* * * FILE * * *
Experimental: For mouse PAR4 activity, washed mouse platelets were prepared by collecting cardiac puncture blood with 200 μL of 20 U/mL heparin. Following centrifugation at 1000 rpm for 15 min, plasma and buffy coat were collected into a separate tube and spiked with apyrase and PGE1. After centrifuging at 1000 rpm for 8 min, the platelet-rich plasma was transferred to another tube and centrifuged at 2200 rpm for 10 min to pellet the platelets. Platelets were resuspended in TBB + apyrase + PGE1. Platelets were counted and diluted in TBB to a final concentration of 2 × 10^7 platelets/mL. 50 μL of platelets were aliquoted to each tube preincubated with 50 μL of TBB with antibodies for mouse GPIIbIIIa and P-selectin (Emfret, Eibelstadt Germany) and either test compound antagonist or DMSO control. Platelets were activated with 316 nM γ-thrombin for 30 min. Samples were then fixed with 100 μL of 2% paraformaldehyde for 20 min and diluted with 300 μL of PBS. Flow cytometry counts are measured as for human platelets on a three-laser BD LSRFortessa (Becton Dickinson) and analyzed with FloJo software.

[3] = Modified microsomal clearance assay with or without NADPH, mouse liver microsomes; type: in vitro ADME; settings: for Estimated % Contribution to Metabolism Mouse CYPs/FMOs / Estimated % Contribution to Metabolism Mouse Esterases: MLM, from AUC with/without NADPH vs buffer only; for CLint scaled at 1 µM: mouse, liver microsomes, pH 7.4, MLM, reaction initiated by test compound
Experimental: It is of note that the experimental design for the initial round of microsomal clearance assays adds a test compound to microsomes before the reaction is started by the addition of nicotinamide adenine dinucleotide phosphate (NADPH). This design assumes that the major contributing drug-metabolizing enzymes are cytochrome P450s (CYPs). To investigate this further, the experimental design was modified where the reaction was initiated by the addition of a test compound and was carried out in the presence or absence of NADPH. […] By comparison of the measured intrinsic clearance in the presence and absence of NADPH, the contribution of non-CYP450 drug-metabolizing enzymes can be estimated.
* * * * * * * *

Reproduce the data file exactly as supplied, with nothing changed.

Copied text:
Experimental: For mouse PAR4 activity, washed mouse platelets were prepared by collecting cardiac puncture blood with 200 μL of 20 U/mL heparin. Following centrifugation at 1000 rpm for 15 min, plasma and buffy coat were collected into a separate tube and spiked with apyrase and PGE1. After centrifuging at 1000 rpm for 8 min, the platelet-rich plasma was transferred to another tube and centrifuged at 2200 rpm for 10 min to pellet the platelets. Platelets were resuspended in TBB + apyrase + PGE1. Platelets were counted and diluted in TBB to a final concentration of 2 × 10^7 platelets/mL. 50 μL of platelets were aliquoted to each tube preincubated with 50 μL of TBB with antibodies for mouse GPIIbIIIa and P-selectin (Emfret, Eibelstadt Germany) and either test compound antagonist or DMSO control. Platelets were activated with 316 nM γ-thrombin for 30 min. Samples were then fixed with 100 μL of 2% paraformaldehyde for 20 min and diluted with 300 μL of PBS. Flow cytometry counts are measured as for human platelets on a three-laser BD LSRFortessa (Becton Dickinson) and analyzed with FloJo software.

[3] = Modified microsomal clearance assay with or without NADPH, mouse liver microsomes; type: in vitro ADME; settings: for Estimated % Contribution to Metabolism Mouse CYPs/FMOs / Estimated % Contribution to Metabolism Mouse Esterases: MLM, from AUC with/without NADPH vs buffer only; for CLint scaled at 1 µM: mouse, liver microsomes, pH 7.4, MLM, reaction initiated by test compound
Experimental: It is of note that the experimental design for the initial round of microsomal clearance assays adds a test compound to microsomes before the reaction is started by the addition of nicotinamide adenine dinucleotide phosphate (NADPH). This design assumes that the major contributing drug-metabolizing enzymes are cytochrome P450s (CYPs). To investigate this further, the experimental design was modified where the reaction was initiated by the addition of a test compound and was carried out in the presence or absence of NADPH. […] By comparison of the measured intrinsic clearance in the presence and absence of NADPH, the contribution of non-CYP450 drug-metabolizing enzymes can be estimated.